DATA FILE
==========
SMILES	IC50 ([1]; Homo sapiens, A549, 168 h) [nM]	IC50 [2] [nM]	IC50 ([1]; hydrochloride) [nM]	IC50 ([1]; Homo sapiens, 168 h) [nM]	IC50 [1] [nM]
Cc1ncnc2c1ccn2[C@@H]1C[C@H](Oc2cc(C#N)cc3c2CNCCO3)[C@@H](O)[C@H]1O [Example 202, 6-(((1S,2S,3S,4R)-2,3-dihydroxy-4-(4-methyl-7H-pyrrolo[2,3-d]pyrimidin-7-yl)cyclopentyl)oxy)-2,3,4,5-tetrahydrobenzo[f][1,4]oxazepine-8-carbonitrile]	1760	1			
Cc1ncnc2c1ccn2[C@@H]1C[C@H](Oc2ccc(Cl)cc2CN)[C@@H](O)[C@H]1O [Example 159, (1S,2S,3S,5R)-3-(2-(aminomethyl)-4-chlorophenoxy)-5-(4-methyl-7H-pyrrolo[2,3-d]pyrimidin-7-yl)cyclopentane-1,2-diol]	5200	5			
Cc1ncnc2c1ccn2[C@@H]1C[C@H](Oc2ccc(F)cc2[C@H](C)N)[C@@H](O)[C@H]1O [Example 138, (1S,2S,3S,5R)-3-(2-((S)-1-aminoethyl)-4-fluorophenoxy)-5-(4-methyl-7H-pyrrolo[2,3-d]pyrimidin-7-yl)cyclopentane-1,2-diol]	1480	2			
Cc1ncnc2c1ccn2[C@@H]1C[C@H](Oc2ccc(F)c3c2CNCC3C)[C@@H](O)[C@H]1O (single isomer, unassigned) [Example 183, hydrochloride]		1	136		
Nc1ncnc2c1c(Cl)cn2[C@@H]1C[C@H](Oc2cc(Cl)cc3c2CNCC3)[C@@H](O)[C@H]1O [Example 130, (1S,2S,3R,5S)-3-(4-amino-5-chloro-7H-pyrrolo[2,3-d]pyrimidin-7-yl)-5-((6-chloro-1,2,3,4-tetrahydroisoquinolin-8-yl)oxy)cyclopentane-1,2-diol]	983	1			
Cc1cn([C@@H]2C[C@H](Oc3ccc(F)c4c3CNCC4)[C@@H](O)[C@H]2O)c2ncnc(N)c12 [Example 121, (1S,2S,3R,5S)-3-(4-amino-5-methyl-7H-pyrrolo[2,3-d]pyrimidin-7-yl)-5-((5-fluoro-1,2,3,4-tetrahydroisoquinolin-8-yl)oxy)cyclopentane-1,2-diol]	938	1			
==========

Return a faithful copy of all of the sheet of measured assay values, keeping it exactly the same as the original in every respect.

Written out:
SMILES	IC50 ([1]; Homo sapiens, A549, 168 h) [nM]	IC50 [2] [nM]	IC50 ([1]; hydrochloride) [nM]	IC50 ([1]; Homo sapiens, 168 h) [nM]	IC50 [1] [nM]
Cc1ncnc2c1ccn2[C@@H]1C[C@H](Oc2cc(C#N)cc3c2CNCCO3)[C@@H](O)[C@H]1O [Example 202, 6-(((1S,2S,3S,4R)-2,3-dihydroxy-4-(4-methyl-7H-pyrrolo[2,3-d]pyrimidin-7-yl)cyclopentyl)oxy)-2,3,4,5-tetrahydrobenzo[f][1,4]oxazepine-8-carbonitrile]	1760	1			
Cc1ncnc2c1ccn2[C@@H]1C[C@H](Oc2ccc(Cl)cc2CN)[C@@H](O)[C@H]1O [Example 159, (1S,2S,3S,5R)-3-(2-(aminomethyl)-4-chlorophenoxy)-5-(4-methyl-7H-pyrrolo[2,3-d]pyrimidin-7-yl)cyclopentane-1,2-diol]	5200	5			
Cc1ncnc2c1ccn2[C@@H]1C[C@H](Oc2ccc(F)cc2[C@H](C)N)[C@@H](O)[C@H]1O [Example 138, (1S,2S,3S,5R)-3-(2-((S)-1-aminoethyl)-4-fluorophenoxy)-5-(4-methyl-7H-pyrrolo[2,3-d]pyrimidin-7-yl)cyclopentane-1,2-diol]	1480	2			
Cc1ncnc2c1ccn2[C@@H]1C[C@H](Oc2ccc(F)c3c2CNCC3C)[C@@H](O)[C@H]1O (single isomer, unassigned) [Example 183, hydrochloride]		1	136		
Nc1ncnc2c1c(Cl)cn2[C@@H]1C[C@H](Oc2cc(Cl)cc3c2CNCC3)[C@@H](O)[C@H]1O [Example 130, (1S,2S,3R,5S)-3-(4-amino-5-chloro-7H-pyrrolo[2,3-d]pyrimidin-7-yl)-5-((6-chloro-1,2,3,4-tetrahydroisoquinolin-8-yl)oxy)cyclopentane-1,2-diol]	983	1			
Cc1cn([C@@H]2C[C@H](Oc3ccc(F)c4c3CNCC4)[C@@H](O)[C@H]2O)c2ncnc(N)c12 [Example 121, (1S,2S,3R,5S)-3-(4-amino-5-methyl-7H-pyrrolo[2,3-d]pyrimidin-7-yl)-5-((5-fluoro-1,2,3,4-tetrahydroisoquinolin-8-yl)oxy)cyclopentane-1,2-diol]	938	1			